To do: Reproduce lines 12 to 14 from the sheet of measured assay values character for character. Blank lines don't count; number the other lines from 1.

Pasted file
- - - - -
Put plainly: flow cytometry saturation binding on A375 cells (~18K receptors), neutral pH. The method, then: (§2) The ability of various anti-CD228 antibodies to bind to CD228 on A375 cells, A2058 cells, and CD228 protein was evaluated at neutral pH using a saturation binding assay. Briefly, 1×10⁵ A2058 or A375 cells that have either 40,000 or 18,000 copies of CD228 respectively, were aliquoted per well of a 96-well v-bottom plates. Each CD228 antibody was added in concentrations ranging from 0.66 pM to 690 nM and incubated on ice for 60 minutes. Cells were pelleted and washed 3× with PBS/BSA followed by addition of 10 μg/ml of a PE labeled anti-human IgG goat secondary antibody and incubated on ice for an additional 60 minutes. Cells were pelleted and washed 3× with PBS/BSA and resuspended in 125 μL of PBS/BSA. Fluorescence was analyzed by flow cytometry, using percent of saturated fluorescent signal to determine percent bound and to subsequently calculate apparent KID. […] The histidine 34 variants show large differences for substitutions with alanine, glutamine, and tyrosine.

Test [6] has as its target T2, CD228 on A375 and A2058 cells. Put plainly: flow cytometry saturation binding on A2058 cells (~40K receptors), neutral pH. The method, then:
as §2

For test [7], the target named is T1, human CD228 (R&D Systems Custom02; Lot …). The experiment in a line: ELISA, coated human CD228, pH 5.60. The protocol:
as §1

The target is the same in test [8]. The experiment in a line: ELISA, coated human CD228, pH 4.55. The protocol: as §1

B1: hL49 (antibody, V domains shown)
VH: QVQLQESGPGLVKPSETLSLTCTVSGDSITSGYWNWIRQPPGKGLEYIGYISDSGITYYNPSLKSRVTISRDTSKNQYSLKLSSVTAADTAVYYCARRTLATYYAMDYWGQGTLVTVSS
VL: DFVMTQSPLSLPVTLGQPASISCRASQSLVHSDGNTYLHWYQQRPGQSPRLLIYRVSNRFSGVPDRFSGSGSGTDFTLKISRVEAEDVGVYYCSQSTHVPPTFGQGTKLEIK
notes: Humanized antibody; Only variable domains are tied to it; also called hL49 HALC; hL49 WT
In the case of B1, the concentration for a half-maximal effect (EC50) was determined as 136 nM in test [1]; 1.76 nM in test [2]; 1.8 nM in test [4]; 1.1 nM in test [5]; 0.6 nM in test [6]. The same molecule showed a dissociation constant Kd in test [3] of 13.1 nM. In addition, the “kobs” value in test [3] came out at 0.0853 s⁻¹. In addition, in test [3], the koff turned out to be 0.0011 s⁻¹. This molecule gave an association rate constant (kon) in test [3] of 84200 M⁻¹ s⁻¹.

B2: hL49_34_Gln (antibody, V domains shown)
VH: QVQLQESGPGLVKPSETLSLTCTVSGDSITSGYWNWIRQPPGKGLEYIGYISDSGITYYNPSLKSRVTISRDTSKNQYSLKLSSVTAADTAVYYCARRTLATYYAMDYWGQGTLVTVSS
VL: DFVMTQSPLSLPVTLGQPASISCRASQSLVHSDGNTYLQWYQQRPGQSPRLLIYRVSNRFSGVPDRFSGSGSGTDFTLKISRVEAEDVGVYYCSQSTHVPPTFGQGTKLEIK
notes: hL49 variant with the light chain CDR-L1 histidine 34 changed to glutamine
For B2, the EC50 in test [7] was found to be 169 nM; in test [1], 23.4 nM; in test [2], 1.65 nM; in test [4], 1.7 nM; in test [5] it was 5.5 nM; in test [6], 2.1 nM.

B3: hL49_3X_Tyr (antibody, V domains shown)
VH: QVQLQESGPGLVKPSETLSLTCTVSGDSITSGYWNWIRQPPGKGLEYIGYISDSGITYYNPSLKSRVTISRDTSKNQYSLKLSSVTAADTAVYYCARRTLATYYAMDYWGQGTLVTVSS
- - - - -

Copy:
B2: hL49_34_Gln (antibody, V domains shown)
VH: QVQLQESGPGLVKPSETLSLTCTVSGDSITSGYWNWIRQPPGKGLEYIGYISDSGITYYNPSLKSRVTISRDTSKNQYSLKLSSVTAADTAVYYCARRTLATYYAMDYWGQGTLVTVSS
VL: DFVMTQSPLSLPVTLGQPASISCRASQSLVHSDGNTYLQWYQQRPGQSPRLLIYRVSNRFSGVPDRFSGSGSGTDFTLKISRVEAEDVGVYYCSQSTHVPPTFGQGTKLEIK